Background Older pedestrians 60+ (OP) have worse health outcomes due to pedestrian trauma. There is no available systematic evaluation of OP injury outcomes. This becomes increasingly important as the global population ages. We conducted a systematic review, meta-analysis and GRADE assessment of OP injury severity and compare them with those of younger age groups.
Methods We searched PubMed, Embase, Scopus, CINAHL, PsycInfo, AMED, Web of Science, LILACS and TRID to identify studies assessing OP crashes and falls. Reporting was evaluated using STROBE, and GRADE was used to assess evidence quality. Random-effect model meta-analysis served to obtain pooled estimates. The review is registered in PROSPERO(#CRD42019140786).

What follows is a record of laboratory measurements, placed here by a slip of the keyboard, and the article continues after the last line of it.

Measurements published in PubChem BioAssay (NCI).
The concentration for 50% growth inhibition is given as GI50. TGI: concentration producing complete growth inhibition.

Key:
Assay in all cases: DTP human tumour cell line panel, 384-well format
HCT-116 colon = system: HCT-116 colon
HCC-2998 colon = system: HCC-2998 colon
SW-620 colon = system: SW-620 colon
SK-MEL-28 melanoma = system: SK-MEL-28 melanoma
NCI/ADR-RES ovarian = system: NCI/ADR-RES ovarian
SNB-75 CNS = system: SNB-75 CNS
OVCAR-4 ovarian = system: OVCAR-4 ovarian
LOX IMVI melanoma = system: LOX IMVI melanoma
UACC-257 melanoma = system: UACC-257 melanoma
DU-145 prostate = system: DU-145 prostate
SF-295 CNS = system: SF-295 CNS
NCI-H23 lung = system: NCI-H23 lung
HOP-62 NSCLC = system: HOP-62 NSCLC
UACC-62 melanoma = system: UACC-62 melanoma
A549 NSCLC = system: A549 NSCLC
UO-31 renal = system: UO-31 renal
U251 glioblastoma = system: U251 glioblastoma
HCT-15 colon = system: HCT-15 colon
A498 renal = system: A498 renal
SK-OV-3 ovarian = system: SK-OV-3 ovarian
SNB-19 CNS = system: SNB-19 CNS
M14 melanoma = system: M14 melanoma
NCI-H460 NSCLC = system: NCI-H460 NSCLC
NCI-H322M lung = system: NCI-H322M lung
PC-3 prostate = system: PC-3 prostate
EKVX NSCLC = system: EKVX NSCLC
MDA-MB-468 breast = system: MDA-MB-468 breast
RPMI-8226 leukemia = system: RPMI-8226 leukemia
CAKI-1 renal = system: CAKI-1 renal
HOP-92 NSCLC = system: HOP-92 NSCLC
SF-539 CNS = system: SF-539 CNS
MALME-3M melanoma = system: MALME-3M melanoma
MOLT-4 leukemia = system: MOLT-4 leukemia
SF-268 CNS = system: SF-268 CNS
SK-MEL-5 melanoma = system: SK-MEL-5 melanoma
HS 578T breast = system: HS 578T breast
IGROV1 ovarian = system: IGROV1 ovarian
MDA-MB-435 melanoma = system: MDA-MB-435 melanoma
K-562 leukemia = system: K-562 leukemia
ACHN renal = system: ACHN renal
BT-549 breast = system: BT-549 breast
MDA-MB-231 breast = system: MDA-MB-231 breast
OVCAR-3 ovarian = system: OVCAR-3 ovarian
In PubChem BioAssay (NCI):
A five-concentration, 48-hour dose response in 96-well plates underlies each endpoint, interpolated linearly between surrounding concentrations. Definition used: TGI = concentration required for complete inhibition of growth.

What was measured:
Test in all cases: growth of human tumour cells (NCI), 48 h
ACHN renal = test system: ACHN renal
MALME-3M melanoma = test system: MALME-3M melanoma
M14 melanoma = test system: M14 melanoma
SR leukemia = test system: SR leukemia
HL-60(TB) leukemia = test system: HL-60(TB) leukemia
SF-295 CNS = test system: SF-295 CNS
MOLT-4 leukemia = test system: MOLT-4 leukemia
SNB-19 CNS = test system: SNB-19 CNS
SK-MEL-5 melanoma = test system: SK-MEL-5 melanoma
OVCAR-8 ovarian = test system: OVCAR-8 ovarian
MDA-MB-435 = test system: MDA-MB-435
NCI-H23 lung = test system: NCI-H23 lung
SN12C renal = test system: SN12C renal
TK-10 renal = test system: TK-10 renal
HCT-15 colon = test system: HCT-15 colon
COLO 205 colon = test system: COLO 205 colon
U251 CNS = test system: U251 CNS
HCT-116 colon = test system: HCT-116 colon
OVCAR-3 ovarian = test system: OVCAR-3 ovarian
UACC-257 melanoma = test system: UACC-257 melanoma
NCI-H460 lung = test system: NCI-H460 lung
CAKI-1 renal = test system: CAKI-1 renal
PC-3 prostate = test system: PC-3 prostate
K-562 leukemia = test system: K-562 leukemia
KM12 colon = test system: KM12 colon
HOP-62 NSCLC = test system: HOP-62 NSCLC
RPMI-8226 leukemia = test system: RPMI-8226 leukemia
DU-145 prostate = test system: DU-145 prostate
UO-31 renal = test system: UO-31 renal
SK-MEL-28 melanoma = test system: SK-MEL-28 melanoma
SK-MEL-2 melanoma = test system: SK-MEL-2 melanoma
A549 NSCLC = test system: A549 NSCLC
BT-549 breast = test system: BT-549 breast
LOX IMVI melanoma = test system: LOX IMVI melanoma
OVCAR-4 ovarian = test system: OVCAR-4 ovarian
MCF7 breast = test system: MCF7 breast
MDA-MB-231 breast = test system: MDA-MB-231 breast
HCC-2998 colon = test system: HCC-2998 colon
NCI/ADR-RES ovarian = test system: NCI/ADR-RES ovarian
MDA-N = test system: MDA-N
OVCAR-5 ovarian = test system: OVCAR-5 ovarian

Results We included 60 studies (1,012,041 pedestrians). The pooled incidence proportion of OP crashes was 25% (95% CI: 22.3 – 28.5). OP were found to have higher severe injury, more critical care admissions, and higher fatality than younger pedestrians. OP also have higher incidence rates and severe injury from pedestrian falls. The overall quality of the evidence supporting the findings was low.
Conclusions OP risks may offset some of the health gains from active ageing strategies, especially for developing economies with high numbers of vulnerable road users and with rapid population ageing.
Learning Outcomes There is a need for research to improve the quality of evidence in regard to short and medium-term health outcomes and address long-term health outcomes for OP trauma.
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